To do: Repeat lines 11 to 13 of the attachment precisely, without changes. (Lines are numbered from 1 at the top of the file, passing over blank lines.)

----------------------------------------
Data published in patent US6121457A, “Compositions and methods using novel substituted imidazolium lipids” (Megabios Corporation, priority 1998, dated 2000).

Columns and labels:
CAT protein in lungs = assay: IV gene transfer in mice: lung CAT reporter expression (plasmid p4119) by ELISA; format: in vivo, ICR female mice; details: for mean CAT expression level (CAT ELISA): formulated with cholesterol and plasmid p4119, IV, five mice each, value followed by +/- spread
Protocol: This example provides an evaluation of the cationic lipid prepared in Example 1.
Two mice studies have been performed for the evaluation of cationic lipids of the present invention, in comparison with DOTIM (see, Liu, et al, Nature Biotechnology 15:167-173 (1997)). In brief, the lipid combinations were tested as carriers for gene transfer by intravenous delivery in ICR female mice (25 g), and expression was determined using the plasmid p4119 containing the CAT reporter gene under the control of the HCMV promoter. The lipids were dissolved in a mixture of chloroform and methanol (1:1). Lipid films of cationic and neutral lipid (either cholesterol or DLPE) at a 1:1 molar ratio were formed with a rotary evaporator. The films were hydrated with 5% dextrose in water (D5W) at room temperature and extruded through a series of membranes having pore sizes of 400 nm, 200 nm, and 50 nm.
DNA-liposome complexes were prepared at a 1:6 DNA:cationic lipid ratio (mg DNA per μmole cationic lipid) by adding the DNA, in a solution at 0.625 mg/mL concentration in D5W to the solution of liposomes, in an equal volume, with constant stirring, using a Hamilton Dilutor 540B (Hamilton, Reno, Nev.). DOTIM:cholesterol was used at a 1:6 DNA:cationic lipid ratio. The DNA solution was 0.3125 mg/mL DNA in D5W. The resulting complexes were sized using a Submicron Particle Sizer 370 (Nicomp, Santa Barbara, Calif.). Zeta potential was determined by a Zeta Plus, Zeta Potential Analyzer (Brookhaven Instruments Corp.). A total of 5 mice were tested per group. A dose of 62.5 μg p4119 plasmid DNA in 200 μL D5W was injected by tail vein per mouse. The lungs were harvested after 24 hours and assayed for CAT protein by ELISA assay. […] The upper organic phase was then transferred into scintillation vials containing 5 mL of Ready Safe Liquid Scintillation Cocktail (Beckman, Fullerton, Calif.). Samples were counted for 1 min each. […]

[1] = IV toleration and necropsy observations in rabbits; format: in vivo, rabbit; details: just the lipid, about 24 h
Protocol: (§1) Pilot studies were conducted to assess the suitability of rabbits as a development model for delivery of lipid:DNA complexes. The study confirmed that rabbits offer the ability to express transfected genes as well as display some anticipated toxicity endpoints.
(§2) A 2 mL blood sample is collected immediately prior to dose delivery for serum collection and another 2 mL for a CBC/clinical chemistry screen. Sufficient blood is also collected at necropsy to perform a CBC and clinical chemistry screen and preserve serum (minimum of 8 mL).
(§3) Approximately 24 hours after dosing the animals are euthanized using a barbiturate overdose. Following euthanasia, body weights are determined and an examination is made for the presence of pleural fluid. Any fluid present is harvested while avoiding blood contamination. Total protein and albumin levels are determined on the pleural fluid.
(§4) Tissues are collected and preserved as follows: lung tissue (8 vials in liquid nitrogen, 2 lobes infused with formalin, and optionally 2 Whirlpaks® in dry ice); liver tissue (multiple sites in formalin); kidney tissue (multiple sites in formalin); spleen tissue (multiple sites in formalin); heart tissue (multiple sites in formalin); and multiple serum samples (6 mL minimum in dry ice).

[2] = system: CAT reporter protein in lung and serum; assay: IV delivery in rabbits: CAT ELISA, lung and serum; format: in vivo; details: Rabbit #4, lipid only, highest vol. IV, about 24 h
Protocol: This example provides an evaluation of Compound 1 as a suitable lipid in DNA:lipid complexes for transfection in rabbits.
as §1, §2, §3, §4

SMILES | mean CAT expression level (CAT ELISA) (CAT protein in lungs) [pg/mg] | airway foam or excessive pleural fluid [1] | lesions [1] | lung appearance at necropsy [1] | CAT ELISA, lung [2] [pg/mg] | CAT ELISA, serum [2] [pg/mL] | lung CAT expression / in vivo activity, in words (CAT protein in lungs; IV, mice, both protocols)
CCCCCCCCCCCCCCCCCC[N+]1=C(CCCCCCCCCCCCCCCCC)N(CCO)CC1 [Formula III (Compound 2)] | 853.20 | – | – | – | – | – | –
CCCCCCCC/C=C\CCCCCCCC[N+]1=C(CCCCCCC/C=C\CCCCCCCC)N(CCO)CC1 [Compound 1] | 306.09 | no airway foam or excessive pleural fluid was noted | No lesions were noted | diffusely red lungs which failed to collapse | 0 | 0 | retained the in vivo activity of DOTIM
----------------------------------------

(§4) Tissues are collected and preserved as follows: lung tissue (8 vials in liquid nitrogen, 2 lobes infused with formalin, and optionally 2 Whirlpaks® in dry ice); liver tissue (multiple sites in formalin); kidney tissue (multiple sites in formalin); spleen tissue (multiple sites in formalin); heart tissue (multiple sites in formalin); and multiple serum samples (6 mL minimum in dry ice).

[2] = system: CAT reporter protein in lung and serum; assay: IV delivery in rabbits: CAT ELISA, lung and serum; format: in vivo; details: Rabbit #4, lipid only, highest vol. IV, about 24 h
Protocol: This example provides an evaluation of Compound 1 as a suitable lipid in DNA:lipid complexes for transfection in rabbits.